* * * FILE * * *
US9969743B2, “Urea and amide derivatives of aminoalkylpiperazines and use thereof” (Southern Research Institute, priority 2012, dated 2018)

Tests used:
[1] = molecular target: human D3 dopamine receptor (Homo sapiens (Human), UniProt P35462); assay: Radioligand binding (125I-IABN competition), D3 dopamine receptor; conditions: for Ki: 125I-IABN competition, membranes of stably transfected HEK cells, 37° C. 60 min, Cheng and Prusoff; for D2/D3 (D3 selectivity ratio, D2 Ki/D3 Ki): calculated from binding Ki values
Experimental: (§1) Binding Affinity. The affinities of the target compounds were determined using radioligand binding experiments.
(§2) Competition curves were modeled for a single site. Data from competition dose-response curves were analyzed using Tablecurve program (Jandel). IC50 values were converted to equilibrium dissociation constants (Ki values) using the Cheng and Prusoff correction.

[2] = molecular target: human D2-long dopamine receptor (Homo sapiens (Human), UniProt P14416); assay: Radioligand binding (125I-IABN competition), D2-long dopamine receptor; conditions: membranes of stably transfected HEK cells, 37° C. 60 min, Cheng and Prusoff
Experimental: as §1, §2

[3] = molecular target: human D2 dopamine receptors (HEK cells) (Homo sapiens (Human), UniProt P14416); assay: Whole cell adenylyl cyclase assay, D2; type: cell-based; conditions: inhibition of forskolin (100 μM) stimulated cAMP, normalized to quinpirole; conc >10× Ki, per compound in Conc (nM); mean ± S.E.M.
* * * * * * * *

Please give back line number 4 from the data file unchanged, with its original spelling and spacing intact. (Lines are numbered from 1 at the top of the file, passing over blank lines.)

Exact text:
Experimental: (§1) Binding Affinity. The affinities of the target compounds were determined using radioligand binding experiments.